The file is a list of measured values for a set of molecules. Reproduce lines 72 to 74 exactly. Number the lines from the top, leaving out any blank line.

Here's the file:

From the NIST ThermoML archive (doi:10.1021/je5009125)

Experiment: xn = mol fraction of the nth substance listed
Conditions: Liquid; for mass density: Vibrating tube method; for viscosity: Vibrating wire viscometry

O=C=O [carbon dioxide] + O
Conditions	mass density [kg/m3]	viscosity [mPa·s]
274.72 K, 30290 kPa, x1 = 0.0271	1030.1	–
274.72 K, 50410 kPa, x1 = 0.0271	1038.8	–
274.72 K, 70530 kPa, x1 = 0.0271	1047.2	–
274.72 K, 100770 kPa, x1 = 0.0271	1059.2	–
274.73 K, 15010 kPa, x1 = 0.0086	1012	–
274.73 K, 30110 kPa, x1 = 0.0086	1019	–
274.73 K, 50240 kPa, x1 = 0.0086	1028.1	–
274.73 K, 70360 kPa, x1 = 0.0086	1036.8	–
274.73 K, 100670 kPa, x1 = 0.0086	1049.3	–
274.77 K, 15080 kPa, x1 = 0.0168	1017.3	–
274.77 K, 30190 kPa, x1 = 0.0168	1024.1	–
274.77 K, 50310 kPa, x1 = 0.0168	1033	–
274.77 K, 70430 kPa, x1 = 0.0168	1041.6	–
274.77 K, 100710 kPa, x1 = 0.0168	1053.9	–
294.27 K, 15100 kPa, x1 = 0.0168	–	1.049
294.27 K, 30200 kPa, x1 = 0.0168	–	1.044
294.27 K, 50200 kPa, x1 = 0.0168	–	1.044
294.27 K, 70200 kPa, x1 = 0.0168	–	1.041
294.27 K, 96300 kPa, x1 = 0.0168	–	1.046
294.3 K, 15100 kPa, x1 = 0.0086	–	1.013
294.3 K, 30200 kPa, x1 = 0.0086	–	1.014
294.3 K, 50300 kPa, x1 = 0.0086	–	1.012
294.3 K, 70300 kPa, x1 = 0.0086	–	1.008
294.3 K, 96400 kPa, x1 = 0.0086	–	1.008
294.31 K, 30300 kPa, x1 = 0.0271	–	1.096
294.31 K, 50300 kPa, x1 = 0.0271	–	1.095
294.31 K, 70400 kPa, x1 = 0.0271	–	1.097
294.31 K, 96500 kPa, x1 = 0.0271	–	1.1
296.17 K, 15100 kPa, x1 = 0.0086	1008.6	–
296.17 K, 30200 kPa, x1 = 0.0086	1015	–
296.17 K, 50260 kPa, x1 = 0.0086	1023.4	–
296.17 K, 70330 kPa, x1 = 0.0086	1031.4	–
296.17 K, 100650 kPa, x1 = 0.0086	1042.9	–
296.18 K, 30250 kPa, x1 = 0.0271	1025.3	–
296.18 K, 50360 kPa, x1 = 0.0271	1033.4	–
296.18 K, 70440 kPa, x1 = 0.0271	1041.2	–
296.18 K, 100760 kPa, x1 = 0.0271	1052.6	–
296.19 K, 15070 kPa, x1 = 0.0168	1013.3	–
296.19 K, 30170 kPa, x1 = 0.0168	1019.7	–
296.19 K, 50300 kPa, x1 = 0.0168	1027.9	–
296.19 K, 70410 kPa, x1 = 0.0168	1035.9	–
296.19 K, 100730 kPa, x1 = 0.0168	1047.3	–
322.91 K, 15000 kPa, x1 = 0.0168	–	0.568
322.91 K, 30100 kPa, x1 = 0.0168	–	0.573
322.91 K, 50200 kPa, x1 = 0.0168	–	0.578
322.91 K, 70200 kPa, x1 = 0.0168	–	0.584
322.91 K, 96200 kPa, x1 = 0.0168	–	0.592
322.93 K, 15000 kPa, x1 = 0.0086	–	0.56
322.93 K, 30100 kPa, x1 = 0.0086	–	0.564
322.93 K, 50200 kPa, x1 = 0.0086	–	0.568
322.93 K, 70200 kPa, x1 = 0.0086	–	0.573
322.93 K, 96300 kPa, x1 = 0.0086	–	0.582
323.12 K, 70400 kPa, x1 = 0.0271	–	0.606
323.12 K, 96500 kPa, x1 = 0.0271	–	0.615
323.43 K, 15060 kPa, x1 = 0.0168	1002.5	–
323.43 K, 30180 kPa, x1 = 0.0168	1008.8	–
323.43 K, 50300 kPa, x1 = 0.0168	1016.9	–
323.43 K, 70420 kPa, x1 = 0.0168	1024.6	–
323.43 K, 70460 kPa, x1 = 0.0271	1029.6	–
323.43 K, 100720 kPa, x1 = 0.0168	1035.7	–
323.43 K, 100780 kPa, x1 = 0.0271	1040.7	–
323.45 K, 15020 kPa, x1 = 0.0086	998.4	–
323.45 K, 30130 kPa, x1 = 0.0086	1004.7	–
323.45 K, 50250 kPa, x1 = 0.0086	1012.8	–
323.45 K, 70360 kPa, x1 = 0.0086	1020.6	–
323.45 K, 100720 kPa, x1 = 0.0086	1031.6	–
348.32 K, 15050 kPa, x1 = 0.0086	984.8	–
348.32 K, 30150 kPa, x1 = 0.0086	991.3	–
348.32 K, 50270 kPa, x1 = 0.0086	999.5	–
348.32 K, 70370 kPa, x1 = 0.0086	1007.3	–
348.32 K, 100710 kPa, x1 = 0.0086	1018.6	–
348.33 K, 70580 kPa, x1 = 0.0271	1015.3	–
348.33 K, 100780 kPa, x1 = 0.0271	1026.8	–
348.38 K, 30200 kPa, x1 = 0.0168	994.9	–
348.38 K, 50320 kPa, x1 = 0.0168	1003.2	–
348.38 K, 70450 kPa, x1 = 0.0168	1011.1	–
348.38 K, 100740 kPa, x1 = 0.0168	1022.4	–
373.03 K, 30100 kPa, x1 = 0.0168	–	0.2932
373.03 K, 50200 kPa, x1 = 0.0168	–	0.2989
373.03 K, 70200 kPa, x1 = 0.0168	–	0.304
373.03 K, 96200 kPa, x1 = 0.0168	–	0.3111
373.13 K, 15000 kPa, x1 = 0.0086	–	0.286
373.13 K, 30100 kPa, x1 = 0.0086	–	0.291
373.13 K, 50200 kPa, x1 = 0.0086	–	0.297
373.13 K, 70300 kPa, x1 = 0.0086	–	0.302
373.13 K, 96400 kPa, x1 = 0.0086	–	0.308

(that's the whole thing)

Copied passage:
348.32 K, 15050 kPa, x1 = 0.0086	984.8	–
348.32 K, 30150 kPa, x1 = 0.0086	991.3	–
348.32 K, 50270 kPa, x1 = 0.0086	999.5	–